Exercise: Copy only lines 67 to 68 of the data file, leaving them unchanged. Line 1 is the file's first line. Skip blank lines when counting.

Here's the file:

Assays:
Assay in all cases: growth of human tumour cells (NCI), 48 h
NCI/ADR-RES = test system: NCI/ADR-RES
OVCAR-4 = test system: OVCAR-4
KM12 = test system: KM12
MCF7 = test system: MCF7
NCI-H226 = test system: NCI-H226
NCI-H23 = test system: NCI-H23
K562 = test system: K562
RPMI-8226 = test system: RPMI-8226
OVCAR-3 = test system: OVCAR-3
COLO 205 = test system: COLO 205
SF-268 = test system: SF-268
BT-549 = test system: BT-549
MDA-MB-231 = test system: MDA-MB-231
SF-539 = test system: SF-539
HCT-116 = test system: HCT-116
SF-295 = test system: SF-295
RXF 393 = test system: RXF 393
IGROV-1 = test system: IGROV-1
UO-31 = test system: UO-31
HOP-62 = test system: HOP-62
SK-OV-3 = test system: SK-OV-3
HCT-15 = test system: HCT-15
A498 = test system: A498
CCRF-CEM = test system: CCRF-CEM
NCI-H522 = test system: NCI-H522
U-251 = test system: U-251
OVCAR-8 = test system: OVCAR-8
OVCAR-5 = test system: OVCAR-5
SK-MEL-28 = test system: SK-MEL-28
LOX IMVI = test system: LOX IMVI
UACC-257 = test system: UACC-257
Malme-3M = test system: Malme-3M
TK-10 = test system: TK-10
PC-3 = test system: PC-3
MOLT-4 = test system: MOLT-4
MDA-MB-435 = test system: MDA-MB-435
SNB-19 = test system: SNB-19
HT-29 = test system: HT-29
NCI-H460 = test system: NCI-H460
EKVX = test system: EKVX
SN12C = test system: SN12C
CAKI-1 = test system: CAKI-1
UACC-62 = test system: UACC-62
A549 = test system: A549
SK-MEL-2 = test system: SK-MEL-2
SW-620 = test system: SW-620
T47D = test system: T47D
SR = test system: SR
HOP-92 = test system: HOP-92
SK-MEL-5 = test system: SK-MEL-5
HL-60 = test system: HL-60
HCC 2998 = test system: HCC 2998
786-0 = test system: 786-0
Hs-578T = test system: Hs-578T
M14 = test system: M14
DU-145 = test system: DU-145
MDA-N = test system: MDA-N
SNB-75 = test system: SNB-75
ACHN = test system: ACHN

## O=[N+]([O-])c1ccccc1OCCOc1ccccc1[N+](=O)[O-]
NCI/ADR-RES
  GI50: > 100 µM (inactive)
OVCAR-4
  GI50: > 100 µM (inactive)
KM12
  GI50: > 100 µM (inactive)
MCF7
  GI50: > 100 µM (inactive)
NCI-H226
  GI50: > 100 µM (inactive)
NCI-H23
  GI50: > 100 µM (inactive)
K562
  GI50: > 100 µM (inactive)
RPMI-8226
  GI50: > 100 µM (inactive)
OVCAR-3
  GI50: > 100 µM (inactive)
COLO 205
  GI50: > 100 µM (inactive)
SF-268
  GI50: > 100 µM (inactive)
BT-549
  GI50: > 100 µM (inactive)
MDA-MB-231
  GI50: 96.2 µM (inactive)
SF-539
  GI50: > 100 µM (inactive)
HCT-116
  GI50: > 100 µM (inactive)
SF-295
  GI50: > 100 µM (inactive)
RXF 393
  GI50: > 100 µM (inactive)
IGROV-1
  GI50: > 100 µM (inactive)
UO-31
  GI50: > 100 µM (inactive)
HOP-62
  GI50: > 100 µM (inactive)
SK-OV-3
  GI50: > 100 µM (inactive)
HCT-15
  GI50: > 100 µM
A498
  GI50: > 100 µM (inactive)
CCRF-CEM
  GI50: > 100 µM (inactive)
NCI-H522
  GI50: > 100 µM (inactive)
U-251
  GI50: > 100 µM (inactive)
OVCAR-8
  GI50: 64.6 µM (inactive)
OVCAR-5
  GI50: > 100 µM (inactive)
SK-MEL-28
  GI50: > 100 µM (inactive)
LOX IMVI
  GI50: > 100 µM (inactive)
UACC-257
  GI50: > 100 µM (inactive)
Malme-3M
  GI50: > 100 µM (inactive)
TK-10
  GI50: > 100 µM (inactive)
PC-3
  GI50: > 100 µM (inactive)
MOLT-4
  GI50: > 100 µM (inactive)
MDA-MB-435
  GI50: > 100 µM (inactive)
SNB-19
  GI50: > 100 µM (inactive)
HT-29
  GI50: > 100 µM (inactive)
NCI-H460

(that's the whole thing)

KM12
  GI50: > 100 µM (inactive)